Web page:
Second Chance Body Armor’s former president settles False Claims Act allegations

by Ben Vernia | July 16th, 2018

In a long-running civil fraud case alleging defective bulletproof fibers used in body armor vests purchased by police forces with federal funds, the former president of Second Chance Body Armor has agreed to pay $125,000 outright, and forfeit his interest in $1.2 million in frozen funds, the Department of Justice announced on July 16. According to DOJ’s press release:

Richard C. Davis, the founder and former president and CEO of Michigan-based Second Chance Body Armor, Inc., agreed to resolve claims under the False Claims Act in connection with his role in the sale of defective Zylon bullet-proof vests purchased by the United States for federal, state, local and tribal law enforcement agencies, the Justice Department announced today. Mr. Davis will relinquish his interest in $1.2 million in assets previously frozen by the United States and will pay an additional $125,000 to the United States.  This settlement is based on Mr. Davis’ ability to pay.

Second Chance sold body armor to state, local and tribal law enforcement agencies reimbursed by the Department of Justice’s Bulletproof Vest Partnership (BVP) program and to federal agencies under contracts with the General Services Administration. The United States alleged that Second Chance’s vests were defective due to the loss of their ballistic capability when exposed to heat and humidity. The United States also alleged that by 2001, Davis was aware that Second Chance’s Zylon body armor was degrading at what he described as a “disappointing” rate.

The United States further alleged that, rather than using a $6 million payment from Toyobo Co. Ltd., the manufacturer of Zylon fiber, to fix the degradation problem, Second Chance pocketed the money and Davis and other Second Chance owners began meeting with various investment bankers in an effort to sell Second Chance. These efforts to sell the company allegedly stopped after a Forest Hills, Pennsylvania police officer was shot through his Second Chance Zylon vest in June 2003. Second Chance filed for bankruptcy in 2004 and was liquidated.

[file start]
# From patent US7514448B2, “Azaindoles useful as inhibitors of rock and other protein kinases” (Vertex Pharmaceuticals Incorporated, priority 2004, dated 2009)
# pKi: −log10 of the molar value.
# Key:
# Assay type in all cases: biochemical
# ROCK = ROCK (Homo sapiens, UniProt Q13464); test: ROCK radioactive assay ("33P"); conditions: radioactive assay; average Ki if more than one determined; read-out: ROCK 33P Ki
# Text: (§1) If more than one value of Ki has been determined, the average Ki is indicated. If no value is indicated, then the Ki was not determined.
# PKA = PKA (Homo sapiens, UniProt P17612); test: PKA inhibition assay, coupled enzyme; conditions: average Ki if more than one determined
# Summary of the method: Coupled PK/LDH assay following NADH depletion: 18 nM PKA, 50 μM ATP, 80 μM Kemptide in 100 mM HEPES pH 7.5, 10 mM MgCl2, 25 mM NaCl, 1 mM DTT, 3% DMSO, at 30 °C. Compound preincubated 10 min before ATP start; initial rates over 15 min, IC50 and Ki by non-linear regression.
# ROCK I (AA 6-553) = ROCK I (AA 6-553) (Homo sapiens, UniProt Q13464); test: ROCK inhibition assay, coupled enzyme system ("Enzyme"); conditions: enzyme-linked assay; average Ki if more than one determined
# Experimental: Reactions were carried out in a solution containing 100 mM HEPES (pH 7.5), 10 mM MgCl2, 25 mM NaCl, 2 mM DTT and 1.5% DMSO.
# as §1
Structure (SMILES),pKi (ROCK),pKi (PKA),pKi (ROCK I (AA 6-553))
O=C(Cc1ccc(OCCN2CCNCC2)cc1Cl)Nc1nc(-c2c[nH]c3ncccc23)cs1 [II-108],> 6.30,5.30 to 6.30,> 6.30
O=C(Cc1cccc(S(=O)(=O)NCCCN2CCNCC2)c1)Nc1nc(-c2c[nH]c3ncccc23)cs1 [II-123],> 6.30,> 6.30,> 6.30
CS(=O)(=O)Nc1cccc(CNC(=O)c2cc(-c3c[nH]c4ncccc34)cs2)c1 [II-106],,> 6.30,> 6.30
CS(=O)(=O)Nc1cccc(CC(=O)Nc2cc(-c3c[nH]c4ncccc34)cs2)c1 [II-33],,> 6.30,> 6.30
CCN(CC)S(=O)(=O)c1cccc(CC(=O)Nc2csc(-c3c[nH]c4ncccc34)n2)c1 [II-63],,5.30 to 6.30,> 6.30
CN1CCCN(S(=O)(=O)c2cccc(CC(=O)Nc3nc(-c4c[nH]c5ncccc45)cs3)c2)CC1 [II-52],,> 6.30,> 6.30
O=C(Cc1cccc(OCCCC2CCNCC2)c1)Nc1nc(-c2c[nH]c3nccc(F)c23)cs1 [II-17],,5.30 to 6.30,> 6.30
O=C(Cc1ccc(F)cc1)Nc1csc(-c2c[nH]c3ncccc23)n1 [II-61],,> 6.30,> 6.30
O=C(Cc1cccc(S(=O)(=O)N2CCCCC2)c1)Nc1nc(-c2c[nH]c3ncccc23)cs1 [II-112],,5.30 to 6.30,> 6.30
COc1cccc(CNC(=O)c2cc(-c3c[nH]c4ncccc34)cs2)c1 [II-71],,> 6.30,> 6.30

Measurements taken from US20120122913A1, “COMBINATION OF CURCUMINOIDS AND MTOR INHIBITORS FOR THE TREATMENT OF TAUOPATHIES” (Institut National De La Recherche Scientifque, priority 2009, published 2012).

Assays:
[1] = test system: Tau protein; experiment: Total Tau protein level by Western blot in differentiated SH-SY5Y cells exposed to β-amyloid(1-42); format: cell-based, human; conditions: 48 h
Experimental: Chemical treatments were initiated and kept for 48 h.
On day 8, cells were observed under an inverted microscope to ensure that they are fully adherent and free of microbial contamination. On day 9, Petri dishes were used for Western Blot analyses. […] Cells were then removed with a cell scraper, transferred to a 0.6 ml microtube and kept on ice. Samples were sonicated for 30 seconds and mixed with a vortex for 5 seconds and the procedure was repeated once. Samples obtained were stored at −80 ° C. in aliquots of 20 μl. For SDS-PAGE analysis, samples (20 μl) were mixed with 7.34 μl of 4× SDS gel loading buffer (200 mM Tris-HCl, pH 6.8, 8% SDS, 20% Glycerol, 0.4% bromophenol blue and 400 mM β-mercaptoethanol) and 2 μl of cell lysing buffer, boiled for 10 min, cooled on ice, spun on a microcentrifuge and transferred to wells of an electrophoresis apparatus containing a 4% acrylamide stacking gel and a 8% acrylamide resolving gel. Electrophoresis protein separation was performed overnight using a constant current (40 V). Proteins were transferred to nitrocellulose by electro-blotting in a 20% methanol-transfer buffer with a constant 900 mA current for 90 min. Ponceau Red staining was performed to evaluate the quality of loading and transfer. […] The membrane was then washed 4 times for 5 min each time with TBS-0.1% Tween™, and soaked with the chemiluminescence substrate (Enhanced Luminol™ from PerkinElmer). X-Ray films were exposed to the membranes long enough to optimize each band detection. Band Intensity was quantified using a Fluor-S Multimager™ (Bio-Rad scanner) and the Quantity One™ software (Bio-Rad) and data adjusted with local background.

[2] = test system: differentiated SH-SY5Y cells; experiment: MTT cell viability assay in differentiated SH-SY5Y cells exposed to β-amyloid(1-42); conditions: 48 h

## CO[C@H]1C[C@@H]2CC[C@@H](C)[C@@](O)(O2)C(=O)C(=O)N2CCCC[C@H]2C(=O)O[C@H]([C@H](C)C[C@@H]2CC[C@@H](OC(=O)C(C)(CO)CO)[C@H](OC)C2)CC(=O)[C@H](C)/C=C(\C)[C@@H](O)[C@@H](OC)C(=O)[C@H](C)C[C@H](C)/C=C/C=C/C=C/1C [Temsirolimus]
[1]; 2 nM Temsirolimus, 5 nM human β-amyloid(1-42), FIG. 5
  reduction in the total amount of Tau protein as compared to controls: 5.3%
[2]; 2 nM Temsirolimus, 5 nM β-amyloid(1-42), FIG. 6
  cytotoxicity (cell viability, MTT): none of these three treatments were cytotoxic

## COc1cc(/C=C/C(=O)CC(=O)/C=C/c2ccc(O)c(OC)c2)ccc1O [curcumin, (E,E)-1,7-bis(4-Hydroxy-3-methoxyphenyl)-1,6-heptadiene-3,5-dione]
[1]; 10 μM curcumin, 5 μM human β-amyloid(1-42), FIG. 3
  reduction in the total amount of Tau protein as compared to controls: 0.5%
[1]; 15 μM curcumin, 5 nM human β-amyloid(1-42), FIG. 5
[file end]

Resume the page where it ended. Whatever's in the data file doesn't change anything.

Subsequent tests by the National Institute of Justice (NIJ) of Zylon-containing vests found that more than 50 percent of used vests could not stop bullets that they had been certified to stop. The performance of Second Chance Zylon vests were reported to be among the worst.  The NIJ removed all Zylon-containing vests from its list of compliant products, and Zylon is no longer used in ballistic vests.

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The settlement resolves, in part, allegations filed in a lawsuit by Aaron Westrick, Ph.D., a former employee of Second Chance, under the qui tam, or whistleblower, provisions of the False Claims Act, which permit private individuals to sue on behalf of the government for false claims and to share in any recovery. The Act also allows the government to intervene and take over the action, as it did in this case as to the allegations against Davis. Dr. Westrick will receive $28,750 plus a share of whatever the United States ultimately recovers from the previously frozen funds.

This settlement is part of a larger investigation of the body armor industry’s use of Zylon.  The United States has previously recovered over $132 million from 18 corporations and individuals who participated in the sale of Zylon body armor. The Civil Division has transferred over $22 million of these recovered funds to the BVP program to replace BVP funds which had been used to purchase Zylon vests. The funds transferred to the BVP program will be used to fund the purchase of additional ballistic-resistant vests for state, local and tribal law enforcement officers. The United States is continuing to pursue claims against Honeywell International Inc., which allegedly sold a laminated version of Zylon for use in police armor.

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DOJ also announced that the whistleblower, a former employee of Second Chance, will receive $28,750 from the $125,000 settlement payment (a 23% relator’s share), along with a portion of the previously frozen funds.

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